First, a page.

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Chris Jones

Vegas Economy: 'Excellent Start for 2004'

16 March 2004

LAS VEGAS -- Las Vegas' tourism industry this year enjoyed its best-ever January, with more than 3 million visitors reported.

Several factors contributed to the early travel surge, local tourism leaders said Monday, including strong holdover attendance following the city's annual New Year's Eve celebration, a resurgent International Consumer Electronics Show, as well as robust interest in the Strip's traditional Chinese New Year and Super Bowl-related parties and events.

Coupled with a five-Saturday calendar, an improving U.S. economy and nearly 3,000 more local hotel rooms than were available a year ago, Las Vegas was poised to start this year with a flourish, said Rossi Ralenkotter, executive vice president with the Las Vegas Convention and Visitors Authority.

"It's an excellent start for 2004," said Ralenkotter, whose organization expects Las Vegas visitor volume to grow by roughly 1.4 percent to 36 million this calendar year. "If (January) is any indication, we're tracking well-above that (1.4 percent growth) projection. This was just one month, but it's still very positive for us."

January's visitor volume was up 4.8 percent from a year ago.

Occupancy rates in January were 84.2 percent, up 1.8 percentage points from a year ago. January is typically known as a strong convention month, but this year's growth was largely attributed to leisure travelers, convention authority data showed.

"The trend within the country is for more leisure travel," Ralenkotter said. "People are looking for escape destinations, and with all Las Vegas has to offer, we've been the hot destination, which is reflected in these numbers."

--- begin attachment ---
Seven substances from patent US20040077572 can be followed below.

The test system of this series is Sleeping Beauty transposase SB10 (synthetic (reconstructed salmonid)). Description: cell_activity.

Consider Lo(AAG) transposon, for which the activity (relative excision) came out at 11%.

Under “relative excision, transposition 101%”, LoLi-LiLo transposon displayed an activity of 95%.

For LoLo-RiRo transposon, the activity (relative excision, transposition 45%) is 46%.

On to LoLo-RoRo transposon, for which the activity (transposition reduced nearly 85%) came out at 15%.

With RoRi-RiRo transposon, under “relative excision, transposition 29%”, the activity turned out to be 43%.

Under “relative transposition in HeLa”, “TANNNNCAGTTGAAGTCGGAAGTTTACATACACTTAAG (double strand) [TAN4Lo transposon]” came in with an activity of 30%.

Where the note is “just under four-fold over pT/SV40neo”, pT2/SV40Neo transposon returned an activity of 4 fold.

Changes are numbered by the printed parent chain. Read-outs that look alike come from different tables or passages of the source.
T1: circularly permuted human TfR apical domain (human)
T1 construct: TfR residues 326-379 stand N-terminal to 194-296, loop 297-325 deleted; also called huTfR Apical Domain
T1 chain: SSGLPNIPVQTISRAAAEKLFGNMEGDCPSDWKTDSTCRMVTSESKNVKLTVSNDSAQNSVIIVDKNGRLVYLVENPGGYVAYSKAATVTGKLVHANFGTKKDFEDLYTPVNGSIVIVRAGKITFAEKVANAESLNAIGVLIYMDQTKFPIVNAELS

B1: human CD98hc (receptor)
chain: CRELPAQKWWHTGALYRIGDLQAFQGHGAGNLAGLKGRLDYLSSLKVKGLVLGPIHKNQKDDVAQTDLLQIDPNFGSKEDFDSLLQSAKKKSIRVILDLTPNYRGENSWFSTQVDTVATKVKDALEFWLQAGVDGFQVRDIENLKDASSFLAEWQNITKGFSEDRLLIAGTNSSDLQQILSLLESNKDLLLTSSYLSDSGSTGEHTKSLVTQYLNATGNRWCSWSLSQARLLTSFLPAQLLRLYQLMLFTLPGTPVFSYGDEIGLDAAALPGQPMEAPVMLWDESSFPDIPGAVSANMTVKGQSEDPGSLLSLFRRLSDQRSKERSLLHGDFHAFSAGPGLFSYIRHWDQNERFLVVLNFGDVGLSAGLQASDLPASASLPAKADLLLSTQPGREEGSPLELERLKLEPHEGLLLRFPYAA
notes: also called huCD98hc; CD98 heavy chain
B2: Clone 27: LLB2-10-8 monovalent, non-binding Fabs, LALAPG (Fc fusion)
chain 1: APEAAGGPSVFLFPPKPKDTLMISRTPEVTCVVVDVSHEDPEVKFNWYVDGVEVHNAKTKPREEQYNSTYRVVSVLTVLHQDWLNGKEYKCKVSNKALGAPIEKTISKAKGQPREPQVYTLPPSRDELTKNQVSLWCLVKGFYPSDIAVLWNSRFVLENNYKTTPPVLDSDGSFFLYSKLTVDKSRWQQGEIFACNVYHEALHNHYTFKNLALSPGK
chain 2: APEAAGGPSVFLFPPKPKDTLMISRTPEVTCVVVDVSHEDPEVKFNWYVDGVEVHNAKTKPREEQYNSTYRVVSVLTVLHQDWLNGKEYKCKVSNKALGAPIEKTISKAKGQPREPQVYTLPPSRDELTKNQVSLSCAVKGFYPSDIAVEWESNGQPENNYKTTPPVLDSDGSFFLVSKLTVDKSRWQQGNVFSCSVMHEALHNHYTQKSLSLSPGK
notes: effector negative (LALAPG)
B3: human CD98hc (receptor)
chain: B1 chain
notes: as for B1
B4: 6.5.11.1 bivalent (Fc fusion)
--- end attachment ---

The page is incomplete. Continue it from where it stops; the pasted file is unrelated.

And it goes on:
Ralenkotter's claims were supported by the Travel Industry Association of America, a Washington, D.C.-based trade organization whose data showed consumers' perceptions of their ability to take and afford pleasure trips in this year's first quarter reached their highest average total since late 2002.

"Americans' positive perceptions of the affordability of travel and the fact they feel they have enough money and time to travel are all positive signs as the industry continues its recovery," William Norman, the association's president and CEO, said in a statement Friday.

Las Vegas rooms occupied by tourists topped 1.56 million in January, up 15.6 percent from the same period a year ago. The average daily room rate climbed to $97.98, up 15.5 percent from January 2003's reported $84.86 average.

Rooms occupied by business travelers fell by 3.4 percent to 1.83 million despite stronger-than-expected attendance at this year's CES trade show, which drew an estimated record attendance of more than 130,000 people Jan. 7-11 and later backed up outbound traffic for several hours at McCarran International Airport.

Despite CES's growth, the city's overall January convention attendance was down 7.8 percent to 824,362 reported delegates. Much of that downturn could be attributed to the absence of the Sporting Goods Manufacturers Association International's Super Show, an 80,000-attendee event that left Las Vegas a year ago to begin a three-year run in Orlando, Fla.

"With CES and an IBM convention that had more than 16,000 attendees, (the convention sector) still looked really good," Ralenkotter said.

Laughlin reported 348,217 January visitors, up 2.3 percent compared with the same month a year ago. Mesquite saw a 5.3 percent decrease in its monthly visitor total, to 135,605.